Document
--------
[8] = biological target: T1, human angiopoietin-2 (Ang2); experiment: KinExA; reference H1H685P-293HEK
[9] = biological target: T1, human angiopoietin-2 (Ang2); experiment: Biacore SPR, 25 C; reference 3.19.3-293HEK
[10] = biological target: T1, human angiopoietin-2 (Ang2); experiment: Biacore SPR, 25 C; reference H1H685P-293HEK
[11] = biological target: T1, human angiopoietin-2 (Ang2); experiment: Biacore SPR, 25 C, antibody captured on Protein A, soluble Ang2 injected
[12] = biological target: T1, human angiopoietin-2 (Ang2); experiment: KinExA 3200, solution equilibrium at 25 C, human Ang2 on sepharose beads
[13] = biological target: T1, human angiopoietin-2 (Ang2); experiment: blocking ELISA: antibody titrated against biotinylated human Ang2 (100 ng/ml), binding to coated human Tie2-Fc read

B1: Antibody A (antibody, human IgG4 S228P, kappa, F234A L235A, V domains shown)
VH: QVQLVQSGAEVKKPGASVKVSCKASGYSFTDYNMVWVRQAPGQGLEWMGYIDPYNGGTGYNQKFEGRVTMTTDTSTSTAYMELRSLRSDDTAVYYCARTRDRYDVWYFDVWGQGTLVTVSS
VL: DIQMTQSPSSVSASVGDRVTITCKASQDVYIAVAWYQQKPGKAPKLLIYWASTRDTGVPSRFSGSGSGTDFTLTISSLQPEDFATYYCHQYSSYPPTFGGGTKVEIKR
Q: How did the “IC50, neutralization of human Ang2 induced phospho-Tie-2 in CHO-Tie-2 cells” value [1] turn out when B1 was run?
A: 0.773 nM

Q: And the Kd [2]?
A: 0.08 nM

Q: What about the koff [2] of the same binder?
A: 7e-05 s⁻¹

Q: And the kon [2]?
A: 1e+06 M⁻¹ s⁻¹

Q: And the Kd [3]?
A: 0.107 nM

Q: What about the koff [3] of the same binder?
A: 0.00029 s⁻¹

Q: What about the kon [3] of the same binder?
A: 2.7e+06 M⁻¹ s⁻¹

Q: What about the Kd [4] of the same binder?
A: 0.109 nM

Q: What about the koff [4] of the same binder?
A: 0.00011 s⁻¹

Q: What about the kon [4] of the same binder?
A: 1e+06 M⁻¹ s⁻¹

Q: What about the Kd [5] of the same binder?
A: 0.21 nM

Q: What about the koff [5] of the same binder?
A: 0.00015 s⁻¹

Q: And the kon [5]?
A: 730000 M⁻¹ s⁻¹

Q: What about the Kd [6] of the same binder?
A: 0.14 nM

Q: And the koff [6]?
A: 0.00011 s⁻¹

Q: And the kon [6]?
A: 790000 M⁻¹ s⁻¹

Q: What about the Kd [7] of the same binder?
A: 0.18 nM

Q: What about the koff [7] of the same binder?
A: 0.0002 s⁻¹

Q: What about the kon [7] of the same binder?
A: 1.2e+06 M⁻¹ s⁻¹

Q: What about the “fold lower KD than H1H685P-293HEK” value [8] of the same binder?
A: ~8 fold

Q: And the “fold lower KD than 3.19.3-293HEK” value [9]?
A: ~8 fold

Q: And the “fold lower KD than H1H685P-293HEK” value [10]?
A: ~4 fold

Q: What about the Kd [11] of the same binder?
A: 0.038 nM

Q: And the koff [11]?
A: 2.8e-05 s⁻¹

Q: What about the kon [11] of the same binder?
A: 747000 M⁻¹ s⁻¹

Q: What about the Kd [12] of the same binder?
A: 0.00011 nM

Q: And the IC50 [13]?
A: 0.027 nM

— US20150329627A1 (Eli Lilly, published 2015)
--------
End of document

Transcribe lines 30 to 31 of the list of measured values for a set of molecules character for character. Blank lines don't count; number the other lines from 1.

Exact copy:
Q: What about the Kd [5] of the same binder?
A: 0.21 nM